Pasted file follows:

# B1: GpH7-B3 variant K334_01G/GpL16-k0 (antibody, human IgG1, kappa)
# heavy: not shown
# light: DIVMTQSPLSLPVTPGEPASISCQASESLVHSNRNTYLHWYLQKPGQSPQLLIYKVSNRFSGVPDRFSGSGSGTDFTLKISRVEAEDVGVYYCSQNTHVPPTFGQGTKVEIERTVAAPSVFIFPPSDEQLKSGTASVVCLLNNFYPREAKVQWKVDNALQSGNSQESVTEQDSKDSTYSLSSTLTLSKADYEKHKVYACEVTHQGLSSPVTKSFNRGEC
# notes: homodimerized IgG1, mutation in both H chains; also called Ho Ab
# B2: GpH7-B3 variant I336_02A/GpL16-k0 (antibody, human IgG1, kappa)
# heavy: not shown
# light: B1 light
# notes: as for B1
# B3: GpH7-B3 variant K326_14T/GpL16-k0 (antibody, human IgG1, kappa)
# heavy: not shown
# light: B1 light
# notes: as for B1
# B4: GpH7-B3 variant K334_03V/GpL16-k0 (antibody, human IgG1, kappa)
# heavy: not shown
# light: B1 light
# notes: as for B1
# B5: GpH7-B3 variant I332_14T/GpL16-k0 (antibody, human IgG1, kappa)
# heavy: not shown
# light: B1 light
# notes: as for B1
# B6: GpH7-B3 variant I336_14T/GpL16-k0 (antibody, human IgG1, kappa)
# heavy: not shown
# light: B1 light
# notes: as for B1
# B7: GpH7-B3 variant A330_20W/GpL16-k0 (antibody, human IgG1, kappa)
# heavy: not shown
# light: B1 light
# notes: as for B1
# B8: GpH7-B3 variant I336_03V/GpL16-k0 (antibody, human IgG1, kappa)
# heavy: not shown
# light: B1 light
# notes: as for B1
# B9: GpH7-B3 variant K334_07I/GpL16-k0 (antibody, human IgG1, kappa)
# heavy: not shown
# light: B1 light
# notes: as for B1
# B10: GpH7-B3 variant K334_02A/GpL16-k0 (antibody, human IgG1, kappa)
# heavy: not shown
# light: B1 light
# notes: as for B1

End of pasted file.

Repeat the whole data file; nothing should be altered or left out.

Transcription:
# B1: GpH7-B3 variant K334_01G/GpL16-k0 (antibody, human IgG1, kappa)
# heavy: not shown
# light: DIVMTQSPLSLPVTPGEPASISCQASESLVHSNRNTYLHWYLQKPGQSPQLLIYKVSNRFSGVPDRFSGSGSGTDFTLKISRVEAEDVGVYYCSQNTHVPPTFGQGTKVEIERTVAAPSVFIFPPSDEQLKSGTASVVCLLNNFYPREAKVQWKVDNALQSGNSQESVTEQDSKDSTYSLSSTLTLSKADYEKHKVYACEVTHQGLSSPVTKSFNRGEC
# notes: homodimerized IgG1, mutation in both H chains; also called Ho Ab
# B2: GpH7-B3 variant I336_02A/GpL16-k0 (antibody, human IgG1, kappa)
# heavy: not shown
# light: B1 light
# notes: as for B1
# B3: GpH7-B3 variant K326_14T/GpL16-k0 (antibody, human IgG1, kappa)
# heavy: not shown
# light: B1 light
# notes: as for B1
# B4: GpH7-B3 variant K334_03V/GpL16-k0 (antibody, human IgG1, kappa)
# heavy: not shown
# light: B1 light
# notes: as for B1
# B5: GpH7-B3 variant I332_14T/GpL16-k0 (antibody, human IgG1, kappa)
# heavy: not shown
# light: B1 light
# notes: as for B1
# B6: GpH7-B3 variant I336_14T/GpL16-k0 (antibody, human IgG1, kappa)
# heavy: not shown
# light: B1 light
# notes: as for B1
# B7: GpH7-B3 variant A330_20W/GpL16-k0 (antibody, human IgG1, kappa)
# heavy: not shown
# light: B1 light
# notes: as for B1
# B8: GpH7-B3 variant I336_03V/GpL16-k0 (antibody, human IgG1, kappa)
# heavy: not shown
# light: B1 light
# notes: as for B1
# B9: GpH7-B3 variant K334_07I/GpL16-k0 (antibody, human IgG1, kappa)
# heavy: not shown
# light: B1 light
# notes: as for B1
# B10: GpH7-B3 variant K334_02A/GpL16-k0 (antibody, human IgG1, kappa)
# heavy: not shown
# light: B1 light
# notes: as for B1